You'll be laughed out of the house.
I don't think so.
Please stand aside, sir.
I'm on state business and may not be interfered with even by the Emperor's son.
Forward! O divine Augustus, take these offerings, poor as they are and help me, your unworthy successor to rule wisely in your place.
And help me too, my father, divine ruler of the world to calm the raging spirit inside me, and lighten the dark shadows of my soul.
and bring me peace.
Hypocrite Hypocrite.
You sacrifice to Augustus, but you persecute his grandchildren.
What grandchildren do I persecute that Augustus didn't?.
I'm not talking of my brother Postumus.
I'm talking of me.
Of me! All my friends, one by one, you either banish or you charge them with treason.
And their only crime is friendship for me.
Even Lollia, whom you could find nothing against, you degraded and humiliated till she took her own life! Now you've arrested Silius Caecina.
If you are not queen, have I done you wrong? Why do you persist in this childish belief that I want to be queen? Do you need to find reasons for the way you treat me? - And how do I treat you? - You persecute me! I will not be screamed at even by the granddaughter of Augustus! Silius Caecina is charged with treasonable utterances.
Utterances? What brings the Emperorship into disrepute undermines the foundations of the state.
Tiberius perhaps I do you wrong in thinking you persecute me through my friends.
But you do me wrong in thinking me ambitious.
I'm tired.
Since Germanicus died, I've hardly known what to do with myself.
All I want is to be left alone and And? - Be good to my children.
- Have I not bean good to them? To Caligula, perhaps, but to Nero and Drusus, you're cold and never enquire after them.
Oh, Tiberius, let's not fight one another all the time.
As for your children, they are guiltless of any crime.
I will look upon them as friends.
As for you I will never forget what you made me do to Piso.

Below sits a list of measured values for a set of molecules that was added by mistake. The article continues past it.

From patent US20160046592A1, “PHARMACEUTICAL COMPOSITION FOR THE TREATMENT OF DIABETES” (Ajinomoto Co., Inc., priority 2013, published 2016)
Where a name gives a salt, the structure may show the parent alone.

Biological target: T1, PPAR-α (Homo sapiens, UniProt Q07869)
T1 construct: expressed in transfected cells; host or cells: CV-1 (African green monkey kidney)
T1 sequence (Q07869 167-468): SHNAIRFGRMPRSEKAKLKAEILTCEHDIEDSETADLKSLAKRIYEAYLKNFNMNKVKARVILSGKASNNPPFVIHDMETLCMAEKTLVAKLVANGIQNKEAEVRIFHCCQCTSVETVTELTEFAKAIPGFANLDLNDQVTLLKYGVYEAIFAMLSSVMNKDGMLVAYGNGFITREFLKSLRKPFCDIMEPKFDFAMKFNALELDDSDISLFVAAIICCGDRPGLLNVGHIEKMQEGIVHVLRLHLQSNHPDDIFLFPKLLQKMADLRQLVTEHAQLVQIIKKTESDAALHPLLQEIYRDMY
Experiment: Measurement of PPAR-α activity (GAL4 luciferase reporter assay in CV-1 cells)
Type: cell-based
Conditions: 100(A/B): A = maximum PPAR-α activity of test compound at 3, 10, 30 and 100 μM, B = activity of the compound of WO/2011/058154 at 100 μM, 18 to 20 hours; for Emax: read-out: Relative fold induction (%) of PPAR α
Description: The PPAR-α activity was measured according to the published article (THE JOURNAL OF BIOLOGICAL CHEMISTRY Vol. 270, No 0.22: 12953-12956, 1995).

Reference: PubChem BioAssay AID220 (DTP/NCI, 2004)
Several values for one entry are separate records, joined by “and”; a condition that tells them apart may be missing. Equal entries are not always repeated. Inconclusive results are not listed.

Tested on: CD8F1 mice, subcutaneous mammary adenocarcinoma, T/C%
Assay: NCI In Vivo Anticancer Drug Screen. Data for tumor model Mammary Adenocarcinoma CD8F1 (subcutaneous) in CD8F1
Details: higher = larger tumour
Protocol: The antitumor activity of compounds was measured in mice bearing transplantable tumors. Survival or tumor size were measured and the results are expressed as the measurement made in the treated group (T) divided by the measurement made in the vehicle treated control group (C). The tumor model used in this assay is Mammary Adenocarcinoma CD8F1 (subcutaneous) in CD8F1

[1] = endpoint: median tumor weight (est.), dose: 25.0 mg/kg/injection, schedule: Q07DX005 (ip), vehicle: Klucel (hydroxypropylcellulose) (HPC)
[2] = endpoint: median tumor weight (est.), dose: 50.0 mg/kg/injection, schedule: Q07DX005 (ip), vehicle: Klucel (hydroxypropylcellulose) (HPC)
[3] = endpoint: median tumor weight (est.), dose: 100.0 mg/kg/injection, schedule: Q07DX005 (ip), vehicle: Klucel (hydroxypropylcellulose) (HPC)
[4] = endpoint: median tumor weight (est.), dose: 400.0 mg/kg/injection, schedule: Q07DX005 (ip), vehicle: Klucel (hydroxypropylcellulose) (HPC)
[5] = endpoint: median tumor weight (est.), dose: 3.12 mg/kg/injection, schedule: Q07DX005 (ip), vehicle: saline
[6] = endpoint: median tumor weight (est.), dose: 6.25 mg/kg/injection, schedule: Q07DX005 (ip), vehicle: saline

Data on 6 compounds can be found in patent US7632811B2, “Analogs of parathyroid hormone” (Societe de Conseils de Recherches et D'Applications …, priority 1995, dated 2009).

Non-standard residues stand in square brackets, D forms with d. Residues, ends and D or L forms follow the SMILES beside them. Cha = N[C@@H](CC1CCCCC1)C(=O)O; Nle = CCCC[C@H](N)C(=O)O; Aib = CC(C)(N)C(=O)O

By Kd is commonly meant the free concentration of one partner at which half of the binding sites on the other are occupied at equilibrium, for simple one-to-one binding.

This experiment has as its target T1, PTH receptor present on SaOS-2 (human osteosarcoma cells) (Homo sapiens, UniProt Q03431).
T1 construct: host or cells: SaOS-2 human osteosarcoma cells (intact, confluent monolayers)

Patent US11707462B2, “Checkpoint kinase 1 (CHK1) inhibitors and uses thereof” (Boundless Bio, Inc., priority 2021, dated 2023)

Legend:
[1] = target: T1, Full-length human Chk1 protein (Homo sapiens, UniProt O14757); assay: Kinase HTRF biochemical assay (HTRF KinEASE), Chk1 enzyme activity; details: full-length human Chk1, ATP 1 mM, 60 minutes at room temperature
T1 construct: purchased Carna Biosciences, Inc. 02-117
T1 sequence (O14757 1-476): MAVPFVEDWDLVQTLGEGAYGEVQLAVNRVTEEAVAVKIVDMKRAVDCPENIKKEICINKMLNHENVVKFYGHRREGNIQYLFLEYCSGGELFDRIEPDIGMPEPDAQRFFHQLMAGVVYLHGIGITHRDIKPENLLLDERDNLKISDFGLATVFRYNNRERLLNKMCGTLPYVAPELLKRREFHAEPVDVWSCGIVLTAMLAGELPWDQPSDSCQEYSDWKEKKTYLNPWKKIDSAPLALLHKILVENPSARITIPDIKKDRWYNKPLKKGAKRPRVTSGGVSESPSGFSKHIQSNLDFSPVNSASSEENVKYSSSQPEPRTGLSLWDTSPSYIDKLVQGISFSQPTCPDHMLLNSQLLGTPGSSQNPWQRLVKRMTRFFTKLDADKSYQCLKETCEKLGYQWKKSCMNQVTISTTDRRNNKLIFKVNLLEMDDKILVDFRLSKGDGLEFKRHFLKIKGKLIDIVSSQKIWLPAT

Tiberius Claudius Drusus Nero Germanicus.
Happy b-b-birthday, Grandmother.
Oh, is that for me? Yes.
It's a v-v-vase.
From India.
How very pretty.
And from such a distant place.
It's a pity we never got that far.
So many things we could have got cheap.
Sit down, my dear, and eat.
- C-Caligula.
- Uncle.
T-t-to you, Grandmother.
Staking everything on one throw, Uncle Claudius? Hold your tongue.
That was a gesture of confidence in me and was much appreciated.
Have you had l-lots of lovely presents, Grandmother?.
my dear.
Thrasyllus has drawn the most detailed horoscope.
Such work has gone into it.
A horoscope full of incident and prophecy.
I was amazed at it myself.
It was a present from Tiberius.
He wanted to know how much longer I'm going to live.
- I assure you - Oh, shut up.
It's a foolish mother who doesn't know her son.
- And d-did he find out?.
- Yes, yes.
I shall die soon.
Next year some time.
My son will be relieved.
I shall tell him nothing.
It would be a breach of professional ethics.
You're a liar.
Like all good astrologers, you're a liar.
You can go now.
They tell the truth about the future, but lie their way out of the present.
Let me reassure you, I could be wrong.
If you're mistaken over the exact time of your birth by a fraction, it could mean another ten years.
You see, he can't resist it.
They're all insecure, astrologers.
They all want to be loved.
Go away, Thrasyllus, you'll get no love here.
What are you grinning at, monster?.
You are a monster, aren't you? Whatever you say, Great Grandmother.
Did you know he was a monster, Claudius? Is he old enough to have acquired that t-title? He started very young, didn't you, monster?.
I searched his room one day and I found a little green talisman that told me a very remarkable story - or confirmed one I'd heard from another quarter.
A g-green talisman? Like my brother wore? The one your brother wore.
Do you think it's safe that Uncle Claudius should be told my secret?.
Or are you going to poison him? Oh, he's quite safe.
And remember this, monster, your Uncle Claudius here is a phenomenon.
Because he's sworn to protect his brother's children, he will never harm you.
And remember this too.
Thrasyllus has prophesied that he will avenge your death, so you cannot harm him.
I didn't think much of that.
Never mind what you thought, just remember it.
Now you may go.
I want to talk to Claudius in private.
Goodnight, Great Grandmother.
Goodnight, Uncle.
My body fascinates him because it's so old.
You'd think it would repel him.
Why do you allow him such f-f-familiarity?.
Because it pleases him.
And because he will be the next Emperor.
You don't believe me, do you? If you say so, Grandmother.
You know I don't concern myself with high p-politics, but what about Castor?.
And Caligula has two older brothers.
Castor is ill Thrasyllus says he won't recover.
He also says that Tiberius will choose Caligula to succeed him.